Most games from major AAA publishers do not contain much, if any, queer content or characters. In fact most adhere very strictly to being a straight, white male who seeks to rescue or in some other way conquest a desired woman. “Queer coding” is a trope where someone is made to look and/or act visibly queer in order to evoke distrust, disgust, or simply dislike for a character. While several wonderful queer indies such as Anna Anthropy, Mattie Brice, Robert Yang, Merritt Kopas, and Todd Harper have managed to make insightful games about queer experiences, the AAA scene has only managed to give us BioWare titles and a handful of gems such as The Last of Us. And while I’m looking to romance The Iron Bull in Dragon Age: Inquisition, because he’s tall, I wish I could have some sort of excitement towards other AAA titles instead of awkward trepidation for the inevitable “this is not for you” scenes.
At GeekGirlCon this year, Anita Sarkeesian talked about “safer spaces.” GaymerX was founded to be just that. What constitutes a “safe space” for queer geeks?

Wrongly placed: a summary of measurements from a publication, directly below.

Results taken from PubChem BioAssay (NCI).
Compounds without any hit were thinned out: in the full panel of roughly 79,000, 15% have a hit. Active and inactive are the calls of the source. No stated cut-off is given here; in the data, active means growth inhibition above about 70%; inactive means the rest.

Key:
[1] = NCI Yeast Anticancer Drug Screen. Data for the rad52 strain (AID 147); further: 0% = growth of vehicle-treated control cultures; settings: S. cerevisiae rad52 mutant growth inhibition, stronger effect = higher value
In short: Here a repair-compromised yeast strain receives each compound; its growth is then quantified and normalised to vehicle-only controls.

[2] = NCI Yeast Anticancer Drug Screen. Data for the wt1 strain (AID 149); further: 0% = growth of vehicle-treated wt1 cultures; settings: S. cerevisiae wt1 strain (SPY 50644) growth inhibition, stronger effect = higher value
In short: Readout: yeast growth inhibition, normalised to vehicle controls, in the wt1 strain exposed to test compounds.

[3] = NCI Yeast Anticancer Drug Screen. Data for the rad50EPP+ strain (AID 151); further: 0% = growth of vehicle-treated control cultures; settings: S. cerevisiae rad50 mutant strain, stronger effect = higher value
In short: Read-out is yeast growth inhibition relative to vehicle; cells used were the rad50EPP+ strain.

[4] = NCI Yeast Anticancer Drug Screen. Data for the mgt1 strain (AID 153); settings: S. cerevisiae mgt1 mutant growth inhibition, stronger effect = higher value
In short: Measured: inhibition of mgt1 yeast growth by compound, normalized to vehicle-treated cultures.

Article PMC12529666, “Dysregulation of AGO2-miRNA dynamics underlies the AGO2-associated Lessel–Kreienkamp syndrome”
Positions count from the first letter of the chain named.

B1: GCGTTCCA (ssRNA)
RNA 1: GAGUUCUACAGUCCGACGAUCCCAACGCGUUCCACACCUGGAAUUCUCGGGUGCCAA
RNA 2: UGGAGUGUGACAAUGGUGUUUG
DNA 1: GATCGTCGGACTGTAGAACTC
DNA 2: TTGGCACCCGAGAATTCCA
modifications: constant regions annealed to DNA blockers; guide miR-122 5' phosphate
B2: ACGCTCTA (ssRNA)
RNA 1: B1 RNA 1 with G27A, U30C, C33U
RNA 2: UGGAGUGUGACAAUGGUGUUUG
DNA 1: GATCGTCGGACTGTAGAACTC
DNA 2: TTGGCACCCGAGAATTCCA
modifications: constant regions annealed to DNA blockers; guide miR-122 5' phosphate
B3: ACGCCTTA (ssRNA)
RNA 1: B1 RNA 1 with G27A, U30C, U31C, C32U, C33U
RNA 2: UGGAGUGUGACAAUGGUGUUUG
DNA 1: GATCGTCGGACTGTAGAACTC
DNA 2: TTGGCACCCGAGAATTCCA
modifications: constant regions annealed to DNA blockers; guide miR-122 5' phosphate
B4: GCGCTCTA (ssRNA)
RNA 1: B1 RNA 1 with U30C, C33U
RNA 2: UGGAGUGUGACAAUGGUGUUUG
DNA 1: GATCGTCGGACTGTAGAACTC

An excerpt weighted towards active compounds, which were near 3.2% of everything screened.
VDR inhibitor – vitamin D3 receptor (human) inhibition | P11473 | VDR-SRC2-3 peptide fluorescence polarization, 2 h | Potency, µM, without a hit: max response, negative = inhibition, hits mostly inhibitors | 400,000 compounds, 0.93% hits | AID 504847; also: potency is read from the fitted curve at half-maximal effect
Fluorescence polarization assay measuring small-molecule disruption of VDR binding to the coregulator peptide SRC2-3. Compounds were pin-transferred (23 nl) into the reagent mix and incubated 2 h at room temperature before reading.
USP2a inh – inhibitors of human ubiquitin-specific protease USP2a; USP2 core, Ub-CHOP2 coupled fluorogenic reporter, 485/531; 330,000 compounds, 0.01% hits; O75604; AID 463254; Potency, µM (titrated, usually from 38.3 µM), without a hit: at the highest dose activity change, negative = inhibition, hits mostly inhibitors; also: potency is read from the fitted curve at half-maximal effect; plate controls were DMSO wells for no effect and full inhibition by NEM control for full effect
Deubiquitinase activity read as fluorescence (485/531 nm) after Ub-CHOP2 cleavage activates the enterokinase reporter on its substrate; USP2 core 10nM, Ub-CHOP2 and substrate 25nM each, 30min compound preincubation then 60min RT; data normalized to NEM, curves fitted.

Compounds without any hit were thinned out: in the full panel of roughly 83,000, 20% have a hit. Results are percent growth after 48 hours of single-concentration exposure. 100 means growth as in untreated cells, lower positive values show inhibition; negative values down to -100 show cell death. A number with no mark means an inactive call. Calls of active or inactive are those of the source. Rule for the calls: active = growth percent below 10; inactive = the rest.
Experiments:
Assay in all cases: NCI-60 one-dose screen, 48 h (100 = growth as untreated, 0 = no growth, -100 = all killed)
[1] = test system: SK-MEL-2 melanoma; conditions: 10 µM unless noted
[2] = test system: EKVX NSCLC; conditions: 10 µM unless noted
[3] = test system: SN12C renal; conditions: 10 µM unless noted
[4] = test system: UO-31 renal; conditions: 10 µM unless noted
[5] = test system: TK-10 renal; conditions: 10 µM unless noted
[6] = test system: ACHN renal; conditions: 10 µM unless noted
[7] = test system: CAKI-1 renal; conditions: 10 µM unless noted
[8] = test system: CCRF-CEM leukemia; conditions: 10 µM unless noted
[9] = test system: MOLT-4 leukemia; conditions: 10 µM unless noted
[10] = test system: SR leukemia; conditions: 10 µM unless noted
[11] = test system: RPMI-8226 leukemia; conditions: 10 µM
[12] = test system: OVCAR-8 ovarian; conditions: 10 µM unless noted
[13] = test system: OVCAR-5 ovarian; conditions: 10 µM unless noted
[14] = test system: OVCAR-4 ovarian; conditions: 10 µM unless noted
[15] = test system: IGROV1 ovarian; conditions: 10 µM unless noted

I really do love the term “safer spaces” over “safe spaces” despite it being minor semantics. I just find myself not a big fan of finality or ever deciding your work is over. Rather, I love finding ways to improve your practices and change them. I think of the con as being a living, breathing thing comprised of mainly the volunteers and attendees and I think every year it grows and becomes more beautiful.
For us a safe space is a little hazy. It’s not about not saying certain words or not assuming gender, but it is to a degree. Mainly, I think the thing that makes it a safer space first and foremost is that the staff, volunteers, and attendees agree together to make the space as accommodating as possible to others and to work and change in order to meet that goal. It isn’t that someone gets scolded for saying a no-no, but rather that we talk it over, learn what went wrong, and bond over that. I think that’s where most of the “magic” people kept talking about came from. We treat it as a rare space that’s 100 percent ours and we take care of it and each other. I think that’s why we outgrew the “gaymer” label so quickly. Nobody needs to ID-check their sexuality at the door. This is a queer space and a safe space and that is what matters.
We’ve seen, especially recently, how gaming culture is hostile to women. In what ways can it be unwelcoming, uninviting, or outright hostile to LGBTQ identities? How do Gaymers defy the stereotypes of the straight, white, male gamer?